Rep. Cathy McMorris Rodgers wants federal nutrition labeling rules for small businesses to be easy as pie.
“We’re not debating whether or not calorie information will be included,” McMorris Rodgers said at a Domino’s restaurant in Spokane Valley on Thursday, after placing her own hand-tossed pizza in the oven. “It is a matter of allowing for common sense ways to fulfill the responsibilities.”
Pizza restaurants in particular have been resistant to Food and Drug Administration rules requiring menus to be posted containing detailed calorie information. Ashley Coneff, manager of legislative affairs for the Domino’s chain, said that requirement doesn’t make sense for take-out pizza chains, where more than 90 percent of orders are placed online or by phone call and different combinations of crust, toppings and cheese lead to vastly different calorie counts.
“Pizza is about the most customizable type of food there is,” Coneff said Thursday at the Spokane Valley location, adding that there are more than 34 million ways to order a pizza at Domino’s.
McMorris Rodgers is the lead sponsor of a bill making its way through Congress that would grant businesses such as Domino’s more flexibility in posting nutritional information. The company already posts a calorie calculator on its website, a tool that doesn’t meet the requirements set forth by the FDA, store officials said.
Under the McMorris Rodgers bill, the online calorie counter would be sufficient to meet FDA standards.
As it is now, failure to meet the proposed rules could result in criminal charges.
Delis and convenience stores also have voiced concerns about the new rules. They apply to businesses with more than 20 locations, though businesses like Domino’s are run by franchisees who will eat the costs of implementing the FDA’s rules.
“We’re not against the bill,” said Jim Hightower, who owns Domino’s franchises in Idaho. “I like the bill. I like to be able to see the calorie counts at restaurants.”
But with pizza, he said, costs for individual stores to post complicated explainers of nutritional information could total between $5,000 and $10,000 annually, and would need to be changed every time there’s a menu switch or the company uses a new supplier.
“It would be a huge burden,” Hightower said.
But not all franchisers of fatty foods agree the FDA’s directives should change.
At a Congressional hearing in Washington, D.C., last week, a spokeswoman representing the company that owns Dunkin’ Donuts and Baskin-Robbins ice cream stores said they supported the proposed regulations. The businesses had spent years trying to create different nutrition information materials to comply with standards created by a multitude of local governments, said Karen Raskopf of Dunkin Brands, Inc.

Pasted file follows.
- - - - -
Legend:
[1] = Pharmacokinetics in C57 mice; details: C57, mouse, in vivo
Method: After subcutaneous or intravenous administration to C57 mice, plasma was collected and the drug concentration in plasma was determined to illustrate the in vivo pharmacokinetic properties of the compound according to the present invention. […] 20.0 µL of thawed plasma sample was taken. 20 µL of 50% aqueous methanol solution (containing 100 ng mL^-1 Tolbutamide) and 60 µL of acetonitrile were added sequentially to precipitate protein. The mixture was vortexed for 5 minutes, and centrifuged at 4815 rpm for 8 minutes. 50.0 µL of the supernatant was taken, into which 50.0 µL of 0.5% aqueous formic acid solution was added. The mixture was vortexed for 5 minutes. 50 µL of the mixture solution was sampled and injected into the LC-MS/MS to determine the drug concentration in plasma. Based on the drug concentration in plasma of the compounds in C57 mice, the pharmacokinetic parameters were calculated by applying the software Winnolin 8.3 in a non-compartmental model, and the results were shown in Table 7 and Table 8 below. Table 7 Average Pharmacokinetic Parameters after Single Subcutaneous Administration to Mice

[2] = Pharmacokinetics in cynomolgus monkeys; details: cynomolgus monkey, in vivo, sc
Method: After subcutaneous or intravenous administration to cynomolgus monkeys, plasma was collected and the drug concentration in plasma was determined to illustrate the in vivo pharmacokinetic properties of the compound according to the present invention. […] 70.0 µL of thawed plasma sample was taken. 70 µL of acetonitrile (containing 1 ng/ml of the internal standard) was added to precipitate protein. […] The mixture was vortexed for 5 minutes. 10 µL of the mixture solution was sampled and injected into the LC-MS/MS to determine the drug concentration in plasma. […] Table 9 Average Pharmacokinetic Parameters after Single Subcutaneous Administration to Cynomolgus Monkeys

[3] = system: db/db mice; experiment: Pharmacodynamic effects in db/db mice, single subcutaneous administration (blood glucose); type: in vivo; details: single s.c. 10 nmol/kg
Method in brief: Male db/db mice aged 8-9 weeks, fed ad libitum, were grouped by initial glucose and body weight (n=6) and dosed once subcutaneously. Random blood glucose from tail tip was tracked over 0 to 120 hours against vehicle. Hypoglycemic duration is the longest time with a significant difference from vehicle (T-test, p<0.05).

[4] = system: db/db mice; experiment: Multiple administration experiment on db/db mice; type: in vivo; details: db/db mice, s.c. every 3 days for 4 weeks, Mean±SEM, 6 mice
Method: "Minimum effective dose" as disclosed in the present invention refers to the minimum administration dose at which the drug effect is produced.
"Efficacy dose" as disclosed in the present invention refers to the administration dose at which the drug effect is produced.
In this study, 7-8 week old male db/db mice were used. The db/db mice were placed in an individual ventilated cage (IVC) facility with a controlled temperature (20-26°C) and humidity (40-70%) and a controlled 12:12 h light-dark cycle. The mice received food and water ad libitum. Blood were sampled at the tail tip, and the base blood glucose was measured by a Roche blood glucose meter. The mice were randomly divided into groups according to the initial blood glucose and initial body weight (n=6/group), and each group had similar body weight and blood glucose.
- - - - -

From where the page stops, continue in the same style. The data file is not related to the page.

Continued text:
“We have spent the last year figuring out how to label our products, to make nutritional information available to our consumers,” Raskopf testified. “I feel all of us can do the same thing.”
McMorris Rodgers said opposition to her bill mainly came from industries whose menus wouldn’t present as much of a problem when adding nutritional labels.
“Those that testified in favor, they have one menu in all their stores, and I think that they’re not taking into consideration maybe some of the variables that are in these other locations,” she said.
In addition to Dunkin’s opposition, a representative of the Center for Science in the Public Interest testified against McMorris Rodgers’ bill, with a letter in tow from dozens of agencies and medical professionals that said deviation from the FDA rules would continue to add to the obesity problem in the United States.
In addition to providing more options for posting nutritional facts, McMorris Rodgers’ bill would exempt from the labeling standard businesses whose food sales make up less than half their revenue. That would include most movie theaters, who are offering a greater variety of food service options every day, bill opponents said.
Pizza companies have organized to modify the FDA rules and made significant contributions to campaigns to back their legislative priorities. A study conducted by the watchdog nonpartisan group The Center for Responsive Politics found that $1.5 million was given in the 2012 and 2014 election cycles to politicians by pizza companies, with most of that money coming from industry leader Pizza Hut.
McMorris Rodgers received the fifth-most money of any legislator from the so-called pizza lobby over the past two election cycles, the report showed, totaling $14,600. That included a $500 donation from Lynn Liddle, a Domino’s executive and the chairwoman of the American Pizza Community, a political action committee that lobbies on behalf of the industry in Washington.
McMorris Rodgers downplayed the significance of those contributions in her push for less restrictive regulations.
“When they support me, they are supporting what I stand for,” she said.
The bill was passed through a subcommittee by voice vote, and should receive a full committee hearing before the end of the year, McMorris Rodgers said.
Local journalism is essential.
Give directly to The Spokesman-Review's Northwest Passages community forums series -- which helps to offset the costs of several reporter and editor positions at the newspaper -- by using the easy options below. Gifts processed in this system are not tax deductible, but are predominately used to help meet the local financial requirements needed to receive national matching-grant funds.
Subscribe to the Coronavirus newsletter
Get the day’s latest Coronavirus news delivered to your inbox by subscribing to our newsletter.